WO2000017749A1 - Remote firmware upgrade - Google Patents

Remote firmware upgrade

Info

Publication number
WO2000017749A1
WO2000017749A1 PCT/US1999/021481 US9921481W WO2000017749A1 WO 2000017749 A1 WO2000017749 A1 WO 2000017749A1 US 9921481 W US9921481 W US 9921481W WO 2000017749 A1 WO2000017749 A1 WO 2000017749A1
Authority
WO
Grant status
Application
Patent type
Prior art keywords
firmware
memory
station
base
upgrade
Prior art date
Application number
PCT/US1999/021481
Other languages
French (fr)
Inventor
Doris Ann Mattingly
Joseph Michael Hansen
Original Assignee
Ericsson Inc.
Priority date (The priority date is an assumption and is not a legal conclusion. Google has not performed a legal analysis and makes no representation as to the accuracy of the date listed.)
Filing date
Publication date

Links

Classifications

    • GPHYSICS
    • G06COMPUTING; CALCULATING; COUNTING
    • G06FELECTRIC DIGITAL DATA PROCESSING
    • G06F8/00Arrangements for software engineering
    • G06F8/60Software deployment
    • G06F8/65Updates

Abstract

Systems and methods for automatically upgrading firmware in a peripheral device are provided. A firmware revision is transferred from the managing personal computer (PC) to the peripheral device over a universal serial bus (USB) and stored in an available flash memory allocation distinct from that containing the currently operating firmware. Integrity checks are performed on the most recent firmware version prior to assignment of the updated version as the operating firmware version. The entire firmware revision is done automatically with little or no user interaction.

Description

REMOTE FIRMWARE UPGRADE

BACKGROUND OF THE INVENTION

Technical Field of the Invention The present invention relates to computer systems, and more particularly to systems and methods for upgrading firmware within peripheral devices over a communications link.

Description of Related Art A recent entry into the personal computer (PC) world is the Universal Serial

Bus (USB). A USB is typically used to connect peripheral devices to a PC. USB supports data transmission rates of over 10 Bits/s, and as such is suitable for supporting real-time video and/or audio applications.

Moreover, USB provides a simple, universal interface for a wide range of USB compliant devices including digital joysticks, scanners, speakers, digital cameras, monitor controllers and, essentially, any other devices traditionally adapted for the various PC interfaces. With USB, these devices all share a common interface and therefore there is a potential for dramatic increases in their interaction and enhanced functionality, especially in light of the high data transmission rates supported by USB . A particular application that can benefit from USB is computer telephony.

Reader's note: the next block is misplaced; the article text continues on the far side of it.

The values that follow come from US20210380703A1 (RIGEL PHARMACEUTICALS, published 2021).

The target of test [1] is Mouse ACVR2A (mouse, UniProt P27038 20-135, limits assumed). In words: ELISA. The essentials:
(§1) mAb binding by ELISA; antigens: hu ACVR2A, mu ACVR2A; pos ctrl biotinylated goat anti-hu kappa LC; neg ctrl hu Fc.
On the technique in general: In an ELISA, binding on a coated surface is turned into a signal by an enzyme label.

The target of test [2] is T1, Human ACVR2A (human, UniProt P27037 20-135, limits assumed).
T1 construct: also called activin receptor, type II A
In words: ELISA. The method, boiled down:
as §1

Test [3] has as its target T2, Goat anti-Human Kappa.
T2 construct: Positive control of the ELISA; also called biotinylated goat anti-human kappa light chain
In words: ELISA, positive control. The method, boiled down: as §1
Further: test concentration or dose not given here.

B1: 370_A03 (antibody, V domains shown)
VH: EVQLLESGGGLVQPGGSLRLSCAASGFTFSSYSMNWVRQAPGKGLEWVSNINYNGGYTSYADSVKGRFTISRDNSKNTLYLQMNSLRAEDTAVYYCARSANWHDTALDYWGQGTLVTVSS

Computer telephony is a field of computer and telephony integration in which a PC telephone peripheral provides voice telephony and, through software running on an associated host PC, more advanced services, e^ management of voice, data and fax mail boxes, call routing services, etc. Most recently, the personal wireless network, a version of PC telephony, has emerged as a viable communications alternative for the small office and home environments. The personal wireless network is a radio frequency network utilizing a personal computer (PC) as a communications center. The personal wireless network promises to enable the consumer the capability of printing documents, interchanging files and accessing the Internet, regardless of where the PCS, printers and telephone jacks are installed and used. Other electrical systems will also be controlled by the computer. For example, users will be able to arm their alarm system by speaking a simple command into a lightweight cordless telephone handset. In short, the personal wireless network utilizes high speed interfaces, such as the USB, for availing real-time communications in a network of essentially all of the abovementioned wireless and wired devices.

One of the challenges with these emerging fields of personal communications exists in upgrading the required system resources of the requisite communication devices, for example, certain peripheral devices. Similar to the network-side problem of upgrading switches to implement new services, the subscriber peripherals will often need to be revised in order to provide improved and/or enhanced services.

The critical logic or operating instructions used within such peripheral devices is typically provided in a non-volatile storage medium, e.g. read-only memory (ROM) or programmable read-only memory (PROM). The data (or information) stored in this type of programmable and/or replaceable memory and/or logic circuitry is typically referred to as firmware.

Clearly, it would be disadvantageous for the consumer to bring a peripheral device into a service department to be serviced when subscribing to new or advanced services, for example. Similarly, it would be undesirable to force the subscriber to manually update the peripheral device themselves.